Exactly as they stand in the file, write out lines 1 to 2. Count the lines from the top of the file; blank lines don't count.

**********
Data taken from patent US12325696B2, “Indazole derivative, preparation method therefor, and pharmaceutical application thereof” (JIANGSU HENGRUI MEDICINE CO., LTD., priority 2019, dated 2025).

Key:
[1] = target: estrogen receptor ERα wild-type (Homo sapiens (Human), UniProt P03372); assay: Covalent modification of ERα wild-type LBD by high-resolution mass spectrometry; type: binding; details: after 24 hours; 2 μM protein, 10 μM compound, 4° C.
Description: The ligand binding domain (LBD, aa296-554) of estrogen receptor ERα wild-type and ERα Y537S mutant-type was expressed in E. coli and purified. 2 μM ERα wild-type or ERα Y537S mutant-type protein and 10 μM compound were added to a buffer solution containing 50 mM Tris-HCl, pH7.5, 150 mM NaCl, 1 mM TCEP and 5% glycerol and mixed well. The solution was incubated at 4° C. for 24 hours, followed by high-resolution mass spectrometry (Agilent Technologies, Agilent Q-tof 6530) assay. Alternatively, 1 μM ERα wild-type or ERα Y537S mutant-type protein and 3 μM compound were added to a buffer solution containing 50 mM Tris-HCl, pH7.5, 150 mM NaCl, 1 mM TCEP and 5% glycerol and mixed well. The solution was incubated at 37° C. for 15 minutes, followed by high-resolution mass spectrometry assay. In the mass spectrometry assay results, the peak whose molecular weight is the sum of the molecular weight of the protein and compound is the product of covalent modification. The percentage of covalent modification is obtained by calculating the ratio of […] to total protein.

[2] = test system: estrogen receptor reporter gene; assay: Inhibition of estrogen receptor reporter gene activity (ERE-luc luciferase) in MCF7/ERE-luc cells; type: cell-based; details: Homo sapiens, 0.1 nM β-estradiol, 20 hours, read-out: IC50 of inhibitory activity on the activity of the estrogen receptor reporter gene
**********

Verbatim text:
Data taken from patent US12325696B2, “Indazole derivative, preparation method therefor, and pharmaceutical application thereof” (JIANGSU HENGRUI MEDICINE CO., LTD., priority 2019, dated 2025).

Key: